There’s no doubt that acoustic songs have played a lead role in in rock and roll.
And while we’ve talked about many of these songs and their origins, taught you how to play them and shared many a thought about ‘em, we think it’s time to get down to brass tacks.
While it’s been ridiculously hard to whittle our list down, we now present you with what we think are some of the best acoustic rock songs of all time.
Over the next several weeks we’ll be giving you a chance to vote for your favorites as we aim to name the Best Acoustic Rock Song of All Time presented by TC Electronic!
So come back every day and vote. And check out today’s entries below.
"FADE TO BLACK," METALLICA
Ride the Lightning (1984)
Recorded way back in the early days of thrash, "Fade to Black" is rightly acknowledged as the genre's first "power ballad."
A seven-minute rumination on despair and suicide, the song is built around singer and guitarist James Hetfield's mournful, arpeggiated acoustic picking, over which Kirk Hammett adds some beautiful and soaring electric leads.
Of course, this being Metallica, things remain sweet and mellow for only so long. Midway through, the song builds in intensity, shifting rhythms and adding plenty of heavily distorted six-strings, culminating in an extended and explosive Hammett solo.
While hardcore metalheads at the time accused Metallica of selling out by recording a ballad, "Fade to Black" remains one of the group's most well-known and beloved songs, and it is a concert staple to this day. Besides, as Hetfield has said, "Limiting yourself to please your audience is bullshit."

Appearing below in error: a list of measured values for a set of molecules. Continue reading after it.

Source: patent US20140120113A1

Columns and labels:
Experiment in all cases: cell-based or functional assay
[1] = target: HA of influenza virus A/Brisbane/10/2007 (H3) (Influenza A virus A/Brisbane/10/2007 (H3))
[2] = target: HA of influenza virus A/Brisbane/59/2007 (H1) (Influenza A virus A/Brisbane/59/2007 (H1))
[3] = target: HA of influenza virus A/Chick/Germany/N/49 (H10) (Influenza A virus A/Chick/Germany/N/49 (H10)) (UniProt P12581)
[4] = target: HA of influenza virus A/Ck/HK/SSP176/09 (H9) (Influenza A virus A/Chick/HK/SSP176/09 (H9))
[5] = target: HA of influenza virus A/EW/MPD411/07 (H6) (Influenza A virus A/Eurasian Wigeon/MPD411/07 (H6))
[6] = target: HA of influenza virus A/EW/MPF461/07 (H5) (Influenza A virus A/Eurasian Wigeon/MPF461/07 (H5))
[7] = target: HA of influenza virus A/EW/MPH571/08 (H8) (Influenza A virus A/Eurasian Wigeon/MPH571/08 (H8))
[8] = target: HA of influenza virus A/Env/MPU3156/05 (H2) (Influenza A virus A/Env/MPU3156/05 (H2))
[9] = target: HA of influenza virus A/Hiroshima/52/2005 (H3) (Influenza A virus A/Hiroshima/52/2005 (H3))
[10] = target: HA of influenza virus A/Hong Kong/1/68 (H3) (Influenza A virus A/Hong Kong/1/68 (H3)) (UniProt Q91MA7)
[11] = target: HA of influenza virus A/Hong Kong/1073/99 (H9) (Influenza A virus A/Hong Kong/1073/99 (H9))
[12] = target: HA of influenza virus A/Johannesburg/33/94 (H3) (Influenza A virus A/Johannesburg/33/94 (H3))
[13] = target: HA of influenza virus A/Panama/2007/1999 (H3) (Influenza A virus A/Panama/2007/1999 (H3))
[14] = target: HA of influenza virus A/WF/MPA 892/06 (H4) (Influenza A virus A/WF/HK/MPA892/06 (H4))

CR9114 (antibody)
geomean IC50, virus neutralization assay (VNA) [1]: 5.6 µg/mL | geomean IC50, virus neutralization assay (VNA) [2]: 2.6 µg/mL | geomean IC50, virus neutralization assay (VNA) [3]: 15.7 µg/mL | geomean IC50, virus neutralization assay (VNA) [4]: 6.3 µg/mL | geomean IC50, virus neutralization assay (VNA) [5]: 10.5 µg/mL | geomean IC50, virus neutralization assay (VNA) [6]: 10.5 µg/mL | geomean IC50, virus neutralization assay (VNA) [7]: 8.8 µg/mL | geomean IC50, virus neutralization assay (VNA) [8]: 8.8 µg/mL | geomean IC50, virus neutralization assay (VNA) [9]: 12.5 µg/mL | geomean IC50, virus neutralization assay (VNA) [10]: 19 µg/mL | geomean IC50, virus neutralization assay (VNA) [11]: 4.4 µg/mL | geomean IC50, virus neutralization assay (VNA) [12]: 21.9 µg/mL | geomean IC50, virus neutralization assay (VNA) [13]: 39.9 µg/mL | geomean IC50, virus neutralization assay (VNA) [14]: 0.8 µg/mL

”GIVE A LITTLE BIT,” SUPERTRAMP
Even in the Quietest Moments (1977)
"Give a Little Bit" was released as a single in 1977 and became an international hit for the band, peaking at number 15 on the Billboard Pop Singles chart.
Its writing credits are given to Rick Davies and Roger Hodgson. The song is characterized by the ringing tones of 12-string acoustic guitars, which is joined by a Hohner Clavinet through a Leslie speaker in the bridge of the song.
Drummer Bob Siebenberg recounted that "Roger had been working at Malibu for quite a while on this tune. I'd hear the song in hotel rooms and places like that. He had the song on a little tape when I first joined the band, so I was quite familiar with the tune. We tried out various drum things and it seemed right to ride it along on the snare drum... giving it something almost like a train beat. So it's all on the snare and bass drum, with no tom-tom fills or anything."